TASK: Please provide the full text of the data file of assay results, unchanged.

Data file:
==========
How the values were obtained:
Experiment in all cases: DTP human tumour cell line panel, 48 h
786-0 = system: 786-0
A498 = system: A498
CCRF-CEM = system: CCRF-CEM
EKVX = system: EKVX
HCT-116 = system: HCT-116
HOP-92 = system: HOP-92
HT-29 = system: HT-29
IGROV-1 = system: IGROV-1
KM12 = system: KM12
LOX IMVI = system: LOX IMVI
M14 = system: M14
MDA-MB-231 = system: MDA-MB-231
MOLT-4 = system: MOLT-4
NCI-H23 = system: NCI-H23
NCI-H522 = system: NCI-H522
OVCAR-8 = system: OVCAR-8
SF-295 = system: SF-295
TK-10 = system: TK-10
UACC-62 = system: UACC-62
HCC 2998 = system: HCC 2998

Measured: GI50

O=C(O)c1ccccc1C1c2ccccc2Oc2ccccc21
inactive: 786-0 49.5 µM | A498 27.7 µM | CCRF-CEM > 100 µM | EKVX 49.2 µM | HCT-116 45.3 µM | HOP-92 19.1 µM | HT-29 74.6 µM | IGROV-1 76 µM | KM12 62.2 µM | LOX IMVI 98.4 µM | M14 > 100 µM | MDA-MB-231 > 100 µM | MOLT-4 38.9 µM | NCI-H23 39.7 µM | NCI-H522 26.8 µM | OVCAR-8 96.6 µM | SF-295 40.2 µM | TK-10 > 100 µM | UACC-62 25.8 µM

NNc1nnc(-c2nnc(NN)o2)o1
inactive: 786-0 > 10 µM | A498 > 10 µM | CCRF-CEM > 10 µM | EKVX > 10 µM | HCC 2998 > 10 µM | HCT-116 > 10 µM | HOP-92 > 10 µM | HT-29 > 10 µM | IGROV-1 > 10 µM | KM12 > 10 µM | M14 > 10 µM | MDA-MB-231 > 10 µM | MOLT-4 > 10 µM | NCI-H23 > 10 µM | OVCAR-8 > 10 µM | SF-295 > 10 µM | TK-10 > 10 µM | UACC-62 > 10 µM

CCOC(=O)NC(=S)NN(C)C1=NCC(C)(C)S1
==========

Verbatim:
How the values were obtained:
Experiment in all cases: DTP human tumour cell line panel, 48 h
786-0 = system: 786-0
A498 = system: A498
CCRF-CEM = system: CCRF-CEM
EKVX = system: EKVX
HCT-116 = system: HCT-116
HOP-92 = system: HOP-92
HT-29 = system: HT-29
IGROV-1 = system: IGROV-1
KM12 = system: KM12
LOX IMVI = system: LOX IMVI
M14 = system: M14
MDA-MB-231 = system: MDA-MB-231
MOLT-4 = system: MOLT-4
NCI-H23 = system: NCI-H23
NCI-H522 = system: NCI-H522
OVCAR-8 = system: OVCAR-8
SF-295 = system: SF-295
TK-10 = system: TK-10
UACC-62 = system: UACC-62
HCC 2998 = system: HCC 2998

Measured: GI50

O=C(O)c1ccccc1C1c2ccccc2Oc2ccccc21
inactive: 786-0 49.5 µM | A498 27.7 µM | CCRF-CEM > 100 µM | EKVX 49.2 µM | HCT-116 45.3 µM | HOP-92 19.1 µM | HT-29 74.6 µM | IGROV-1 76 µM | KM12 62.2 µM | LOX IMVI 98.4 µM | M14 > 100 µM | MDA-MB-231 > 100 µM | MOLT-4 38.9 µM | NCI-H23 39.7 µM | NCI-H522 26.8 µM | OVCAR-8 96.6 µM | SF-295 40.2 µM | TK-10 > 100 µM | UACC-62 25.8 µM

NNc1nnc(-c2nnc(NN)o2)o1
inactive: 786-0 > 10 µM | A498 > 10 µM | CCRF-CEM > 10 µM | EKVX > 10 µM | HCC 2998 > 10 µM | HCT-116 > 10 µM | HOP-92 > 10 µM | HT-29 > 10 µM | IGROV-1 > 10 µM | KM12 > 10 µM | M14 > 10 µM | MDA-MB-231 > 10 µM | MOLT-4 > 10 µM | NCI-H23 > 10 µM | OVCAR-8 > 10 µM | SF-295 > 10 µM | TK-10 > 10 µM | UACC-62 > 10 µM

CCOC(=O)NC(=S)NN(C)C1=NCC(C)(C)S1